Enhancing bioremediation of oil-contaminated soils by controlling nutrient dispersion using dual characteristics of soil pore structure

Yasushi Mori, Atsushi Suetsugu, Yuko Matsumoto, Atsushi Fujihara, Kosuke Suyama

Research output: Contribution to journalArticlepeer-review

22 Citations (Scopus)


Soil structure is heterogeneous with cracks or macropores allowing bypass flow, which may lead to applied chemicals avoiding interaction with soil particles or the contaminated area. We investigated the bioremediation efficiency of oil-contaminated soils by applying suction at the bottom of soil columns during bioremediation. Unsaturated flow conditions were investigated so as to avoid bypass flow and achieve sufficient dispersion of chemicals in the soil column. The boundary conditions at the bottom of the soil columns were 0. kPa (saturated flow) and -3. kPa (unsaturated flow), and were applied to a volcanic ash soil with and without macropores. Unsaturated flow was achieved with -3. kPa and an injection rate of 1/10 of the saturated hydraulic conductivity. The resultant biological activities of the effluent increased dramatically in the unsaturated flow with macropores condition. Unsaturated conditions prevented bypass flow and allowed dispersion of the injected nutrients. Unsaturated flow achieved 60-80% of saturation, which enhanced biological activity in the soil column. Remediation results were better for unsaturated conditions because of greater biological activity. Also, unsaturated flow with macropores achieved even remediation efficiency from upper through lower positions in the column. Finally, taking the applied solution volume into consideration, unsaturated flow with -3. kPa achieved a 10 times higher efficiency when compared with conventional saturated flow application. These results suggest that effective use of nutrients or remediation chemicals is possible by avoiding bypass flow and enhancing biological activity using relatively simple and inexpensive techniques.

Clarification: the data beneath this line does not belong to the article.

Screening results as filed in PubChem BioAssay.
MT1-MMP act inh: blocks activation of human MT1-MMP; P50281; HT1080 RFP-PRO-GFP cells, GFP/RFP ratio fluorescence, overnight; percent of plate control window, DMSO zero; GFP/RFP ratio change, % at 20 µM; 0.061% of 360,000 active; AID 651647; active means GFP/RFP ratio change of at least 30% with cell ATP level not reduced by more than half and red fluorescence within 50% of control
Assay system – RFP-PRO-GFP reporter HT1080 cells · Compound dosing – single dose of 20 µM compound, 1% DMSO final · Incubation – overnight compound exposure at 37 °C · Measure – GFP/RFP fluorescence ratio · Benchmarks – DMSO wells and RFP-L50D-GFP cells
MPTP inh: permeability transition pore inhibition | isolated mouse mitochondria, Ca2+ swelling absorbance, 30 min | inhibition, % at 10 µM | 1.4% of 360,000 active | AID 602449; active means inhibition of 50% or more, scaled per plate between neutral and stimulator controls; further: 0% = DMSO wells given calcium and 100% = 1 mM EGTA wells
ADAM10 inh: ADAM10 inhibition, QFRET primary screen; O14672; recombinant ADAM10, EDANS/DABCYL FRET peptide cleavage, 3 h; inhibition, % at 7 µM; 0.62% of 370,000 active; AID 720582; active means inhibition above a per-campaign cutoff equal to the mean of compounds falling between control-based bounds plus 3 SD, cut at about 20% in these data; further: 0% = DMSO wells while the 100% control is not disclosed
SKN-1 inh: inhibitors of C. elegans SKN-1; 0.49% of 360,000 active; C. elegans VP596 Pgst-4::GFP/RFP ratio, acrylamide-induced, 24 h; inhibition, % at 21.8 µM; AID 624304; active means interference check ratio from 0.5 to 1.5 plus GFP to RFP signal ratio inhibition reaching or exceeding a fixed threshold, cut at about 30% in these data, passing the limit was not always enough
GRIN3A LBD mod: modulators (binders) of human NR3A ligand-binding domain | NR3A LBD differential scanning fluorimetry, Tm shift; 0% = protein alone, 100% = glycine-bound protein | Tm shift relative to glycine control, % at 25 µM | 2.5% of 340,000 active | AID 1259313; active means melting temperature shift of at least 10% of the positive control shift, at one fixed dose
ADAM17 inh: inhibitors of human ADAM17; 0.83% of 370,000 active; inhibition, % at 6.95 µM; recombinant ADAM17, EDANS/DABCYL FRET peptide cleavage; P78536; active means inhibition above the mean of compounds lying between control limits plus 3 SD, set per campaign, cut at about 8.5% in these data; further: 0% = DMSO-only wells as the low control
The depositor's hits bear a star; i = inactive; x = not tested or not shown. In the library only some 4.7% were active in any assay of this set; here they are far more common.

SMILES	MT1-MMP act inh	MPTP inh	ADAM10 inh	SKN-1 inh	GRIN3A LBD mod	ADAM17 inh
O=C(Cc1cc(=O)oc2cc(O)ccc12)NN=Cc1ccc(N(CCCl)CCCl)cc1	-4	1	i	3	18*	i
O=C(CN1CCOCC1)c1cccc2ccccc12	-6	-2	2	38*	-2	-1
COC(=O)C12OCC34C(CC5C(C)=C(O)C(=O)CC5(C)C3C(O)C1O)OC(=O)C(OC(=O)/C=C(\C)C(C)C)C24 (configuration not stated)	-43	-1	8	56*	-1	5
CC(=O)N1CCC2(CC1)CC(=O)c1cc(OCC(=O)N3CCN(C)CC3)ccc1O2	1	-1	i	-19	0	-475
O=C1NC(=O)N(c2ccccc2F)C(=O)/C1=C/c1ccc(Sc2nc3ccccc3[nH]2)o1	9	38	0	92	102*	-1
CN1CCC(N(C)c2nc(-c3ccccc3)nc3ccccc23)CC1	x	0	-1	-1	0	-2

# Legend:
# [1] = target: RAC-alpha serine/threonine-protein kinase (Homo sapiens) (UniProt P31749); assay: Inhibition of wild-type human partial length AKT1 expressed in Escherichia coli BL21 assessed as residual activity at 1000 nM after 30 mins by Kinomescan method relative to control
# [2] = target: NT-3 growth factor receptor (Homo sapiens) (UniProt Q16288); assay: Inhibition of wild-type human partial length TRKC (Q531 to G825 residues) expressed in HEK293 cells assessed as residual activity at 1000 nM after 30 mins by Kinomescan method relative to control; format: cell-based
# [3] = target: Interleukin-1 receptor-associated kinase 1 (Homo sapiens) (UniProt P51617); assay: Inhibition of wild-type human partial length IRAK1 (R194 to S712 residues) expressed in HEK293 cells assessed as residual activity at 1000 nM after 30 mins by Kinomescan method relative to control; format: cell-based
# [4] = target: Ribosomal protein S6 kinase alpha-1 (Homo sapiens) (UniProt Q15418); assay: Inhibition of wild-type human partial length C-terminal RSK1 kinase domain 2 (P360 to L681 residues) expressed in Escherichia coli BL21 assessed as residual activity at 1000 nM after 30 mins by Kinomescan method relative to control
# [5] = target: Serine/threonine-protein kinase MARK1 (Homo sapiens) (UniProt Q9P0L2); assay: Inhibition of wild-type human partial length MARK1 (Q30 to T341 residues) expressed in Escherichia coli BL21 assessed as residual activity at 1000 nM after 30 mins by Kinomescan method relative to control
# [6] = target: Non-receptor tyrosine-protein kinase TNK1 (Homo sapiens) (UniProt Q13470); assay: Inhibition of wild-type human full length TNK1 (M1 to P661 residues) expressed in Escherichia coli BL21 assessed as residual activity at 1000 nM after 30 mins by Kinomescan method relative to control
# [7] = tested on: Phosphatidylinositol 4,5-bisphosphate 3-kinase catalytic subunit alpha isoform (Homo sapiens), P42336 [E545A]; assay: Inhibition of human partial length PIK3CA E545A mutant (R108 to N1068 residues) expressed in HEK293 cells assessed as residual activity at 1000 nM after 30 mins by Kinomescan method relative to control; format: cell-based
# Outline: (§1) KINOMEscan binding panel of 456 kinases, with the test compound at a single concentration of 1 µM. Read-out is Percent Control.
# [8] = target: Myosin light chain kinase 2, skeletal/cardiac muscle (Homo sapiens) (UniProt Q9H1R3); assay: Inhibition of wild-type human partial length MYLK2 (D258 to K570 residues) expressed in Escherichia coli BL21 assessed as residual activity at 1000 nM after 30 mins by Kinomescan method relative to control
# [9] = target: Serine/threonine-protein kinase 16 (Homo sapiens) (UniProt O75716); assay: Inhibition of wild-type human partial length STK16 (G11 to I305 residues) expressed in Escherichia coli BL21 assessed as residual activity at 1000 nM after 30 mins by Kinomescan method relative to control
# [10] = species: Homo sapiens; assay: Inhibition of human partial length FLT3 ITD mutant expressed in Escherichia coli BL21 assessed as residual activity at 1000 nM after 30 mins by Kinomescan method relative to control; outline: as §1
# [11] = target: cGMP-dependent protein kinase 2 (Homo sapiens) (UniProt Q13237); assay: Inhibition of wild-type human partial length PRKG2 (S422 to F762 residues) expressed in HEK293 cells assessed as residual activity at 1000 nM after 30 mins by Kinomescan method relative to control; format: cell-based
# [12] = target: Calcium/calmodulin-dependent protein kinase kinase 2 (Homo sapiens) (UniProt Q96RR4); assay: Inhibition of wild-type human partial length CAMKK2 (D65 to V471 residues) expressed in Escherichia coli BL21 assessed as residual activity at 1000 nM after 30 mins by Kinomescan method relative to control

Original languageEnglish
Pages (from-to)237-243
Number of pages7
JournalEcological Engineering
Publication statusPublished - Feb 2013


  • Bioremediation
  • Bypass flow
  • Oil contaminated soils
  • Solute transport
  • Unsaturated zone

ASJC Scopus subject areas

  • Environmental Engineering
  • Nature and Landscape Conservation
  • Management, Monitoring, Policy and Law


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